Common Pests and Your Home
The list of new responsibilities can seem overwhelming when you buy a home or become a first-time homeowner. One responsibility that tends to get overlooked until it becomes a larger issue is that of household pests. A household pest is “a destructive insect or other animal that attacks” your home. Pests range throughout the U.S., but the most common pests are those that have become almost commonplace in our lives. Here are some of the most common pests encountered by homeowners throughout the U.S., and what you can do to help prevent pests in your home.
Most common Spring and Summer Pests:
Termites are generally grouped by their nesting and feeding habits: subterranean, soil-dwelling, dry wood, damp wood and grass-feeding. They feed on dead plant material, generally in the form of wood, leaves, soil and animal dung. Termites can cause significant structural damage to buildings. Those classified as subterranean and dry wood are those that are responsible for the damage to homes.
Ants are the most common household pests in the north central states. They are social insects, and they have a wide variety of nesting habits. Ants can build nests in soil, behind moldings, baseboards and counter tops, and some types nest in decaying or moisture damaged wood. Ants will feed on all types of food, and ant damage varies. Most ants cause little damage, but carpenter ants can weaken wood structures similar to termites, and the majority of ants don’t transmit diseases.
Flies are some of the most annoying pests in the home. They land on almost every surface, and their diet includes a wide variety of foods: human food, animal food, animal carcasses, garbage and excrement. Flies also carry germs and diseases. They are known to transfer over 100 pathogens, some of which include salmonella, anthrax, tuberculosis, and the eggs of parasitic worms.
Spiders are generally not harmful and they do feed on other insects like flies and other spiders. Most spiders found in the home are not venomous, but there are some that homeowners don’t want to find inside their house. The Black Widow and Brown Recluse are two of the most talked about spiders homeowners do not want to find in their homes. Black Widows can be found throughout the U.S., and Brown Recluse are predominately found in the Midwestern States, most notably Oklahoma, Arkansas and Missouri. All spiders have the ability to travel to all states by ways of hiding in boxes, packages and produce.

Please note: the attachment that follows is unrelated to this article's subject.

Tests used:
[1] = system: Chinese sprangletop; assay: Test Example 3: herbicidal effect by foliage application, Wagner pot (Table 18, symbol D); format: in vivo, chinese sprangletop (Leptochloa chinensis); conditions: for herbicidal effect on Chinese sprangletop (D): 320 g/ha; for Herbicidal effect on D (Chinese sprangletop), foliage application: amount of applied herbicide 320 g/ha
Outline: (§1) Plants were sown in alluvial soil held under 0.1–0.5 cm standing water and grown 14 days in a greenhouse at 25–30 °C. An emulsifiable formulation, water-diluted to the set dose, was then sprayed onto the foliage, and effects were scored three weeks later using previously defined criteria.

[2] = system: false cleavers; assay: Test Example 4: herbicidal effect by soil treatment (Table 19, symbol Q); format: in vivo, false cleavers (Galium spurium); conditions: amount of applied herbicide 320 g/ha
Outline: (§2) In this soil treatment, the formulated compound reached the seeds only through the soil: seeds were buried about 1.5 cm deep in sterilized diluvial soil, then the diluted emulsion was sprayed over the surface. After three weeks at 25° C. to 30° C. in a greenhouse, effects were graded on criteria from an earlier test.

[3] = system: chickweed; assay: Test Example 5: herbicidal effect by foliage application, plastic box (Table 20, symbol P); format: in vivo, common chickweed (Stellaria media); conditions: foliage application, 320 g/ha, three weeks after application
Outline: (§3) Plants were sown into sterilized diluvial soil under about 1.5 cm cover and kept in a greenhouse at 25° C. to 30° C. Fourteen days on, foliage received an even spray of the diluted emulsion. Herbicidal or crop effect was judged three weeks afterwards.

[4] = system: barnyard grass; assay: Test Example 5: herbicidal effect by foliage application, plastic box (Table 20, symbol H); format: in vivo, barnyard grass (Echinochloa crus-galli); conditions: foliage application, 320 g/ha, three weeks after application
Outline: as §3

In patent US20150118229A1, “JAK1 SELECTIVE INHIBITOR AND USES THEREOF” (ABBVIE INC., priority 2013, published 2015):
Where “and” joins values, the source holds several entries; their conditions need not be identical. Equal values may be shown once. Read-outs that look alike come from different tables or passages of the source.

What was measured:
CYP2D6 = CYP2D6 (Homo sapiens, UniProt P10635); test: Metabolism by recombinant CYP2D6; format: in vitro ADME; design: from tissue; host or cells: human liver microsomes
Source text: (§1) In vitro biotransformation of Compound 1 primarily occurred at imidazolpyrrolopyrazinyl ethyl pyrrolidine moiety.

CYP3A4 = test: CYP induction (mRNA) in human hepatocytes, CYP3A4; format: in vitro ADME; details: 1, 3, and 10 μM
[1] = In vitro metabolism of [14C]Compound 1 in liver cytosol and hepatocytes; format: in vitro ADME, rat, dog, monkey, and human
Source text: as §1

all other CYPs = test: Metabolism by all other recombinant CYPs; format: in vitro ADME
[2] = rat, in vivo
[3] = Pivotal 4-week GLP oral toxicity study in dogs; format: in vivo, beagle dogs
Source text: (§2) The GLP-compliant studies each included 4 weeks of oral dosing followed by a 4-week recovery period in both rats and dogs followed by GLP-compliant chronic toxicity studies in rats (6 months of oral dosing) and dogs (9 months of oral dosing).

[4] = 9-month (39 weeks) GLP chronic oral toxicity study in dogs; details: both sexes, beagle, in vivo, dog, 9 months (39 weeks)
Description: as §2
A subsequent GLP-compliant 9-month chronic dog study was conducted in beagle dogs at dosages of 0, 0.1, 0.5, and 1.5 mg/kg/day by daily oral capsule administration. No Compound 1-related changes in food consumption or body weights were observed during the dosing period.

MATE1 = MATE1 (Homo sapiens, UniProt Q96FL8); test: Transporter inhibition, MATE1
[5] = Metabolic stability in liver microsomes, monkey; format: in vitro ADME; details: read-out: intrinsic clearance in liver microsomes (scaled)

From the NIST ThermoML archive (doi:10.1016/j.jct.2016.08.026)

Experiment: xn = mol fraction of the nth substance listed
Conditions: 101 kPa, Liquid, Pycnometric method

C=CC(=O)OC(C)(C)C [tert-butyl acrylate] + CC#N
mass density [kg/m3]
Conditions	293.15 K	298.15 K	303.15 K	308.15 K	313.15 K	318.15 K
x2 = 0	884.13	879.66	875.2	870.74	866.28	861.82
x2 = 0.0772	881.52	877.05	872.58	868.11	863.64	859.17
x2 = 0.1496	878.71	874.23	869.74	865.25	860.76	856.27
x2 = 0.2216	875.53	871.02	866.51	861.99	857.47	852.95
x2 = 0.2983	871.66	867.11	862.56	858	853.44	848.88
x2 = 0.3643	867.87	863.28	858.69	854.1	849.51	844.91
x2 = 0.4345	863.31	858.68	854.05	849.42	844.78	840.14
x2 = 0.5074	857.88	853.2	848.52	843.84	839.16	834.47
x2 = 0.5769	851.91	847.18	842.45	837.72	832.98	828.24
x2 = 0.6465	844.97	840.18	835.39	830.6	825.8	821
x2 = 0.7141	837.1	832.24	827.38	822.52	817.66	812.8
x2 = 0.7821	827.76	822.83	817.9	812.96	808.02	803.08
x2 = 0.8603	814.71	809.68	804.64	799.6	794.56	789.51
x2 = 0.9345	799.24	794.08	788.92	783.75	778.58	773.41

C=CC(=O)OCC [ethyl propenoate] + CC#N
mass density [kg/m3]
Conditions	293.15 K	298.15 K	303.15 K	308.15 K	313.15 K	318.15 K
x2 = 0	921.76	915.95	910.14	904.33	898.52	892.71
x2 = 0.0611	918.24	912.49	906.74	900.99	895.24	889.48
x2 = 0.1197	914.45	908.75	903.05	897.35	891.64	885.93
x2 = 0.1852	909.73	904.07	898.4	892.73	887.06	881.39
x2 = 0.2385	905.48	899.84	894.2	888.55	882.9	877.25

Most Common Fall and Winter Pests:
Stink bugs are found throughout the U.S., and most of the time homeowners don’t know they have an issue until early fall, when stink bugs turn up on the sunny side of homes where they can warm themselves. During the summer months stink bugs live outside, feeding on fruits, grains and other crops. During the colder months, stink bugs will hide inside walls or in attics and crawl spaces. These bugs get their name from the unpleasant odor they produce when they feel threatened.
Rodents are warm-blooded and are found throughout the U.S. The most common types of rodents are mice and rats. Both rapidly breed and are capable of squeezing through spaces that appear smaller than their bodies. Rodents seek warm shelter in the cold months, particularly mice, who seek food, water and warmth within homes. Generally, if one rodent is found, many more are hiding nearby.
How to Avoid Pests:
Most home pests can be avoided by doing simple, everyday things. As a homeowner, make sure your doors and windows are closed, as these are the most common ways for pests to enter a home. Make sure window and door screens are in good repair or working order. By eliminating moisture buildup in small areas and basements you reduce the risk of creating hospitable environments for pests. Sealing openings in a home’s foundation will help reduce access to your home.
Trees harbor pests — by keeping tree branches trimmed and away from the home you deter pests (especially spiders) from having easy access to your home’s roof. Moisture attracts pests — direct rain water away from the home and foundation to prevent possible moisture buildup. If you have fire wood, store it at least 20 feet away from the house. Flies and other pests are attracted to garbage, so ensuring that garbage cans are sealed tight and all animal deposits are picked up will help reduce the risks of attracting pests into your home. The best deterrent to pests remains a clean, uncluttered home, where food, crumbs, and anything else that has the potential to attract pests is put away, covered or thrown away.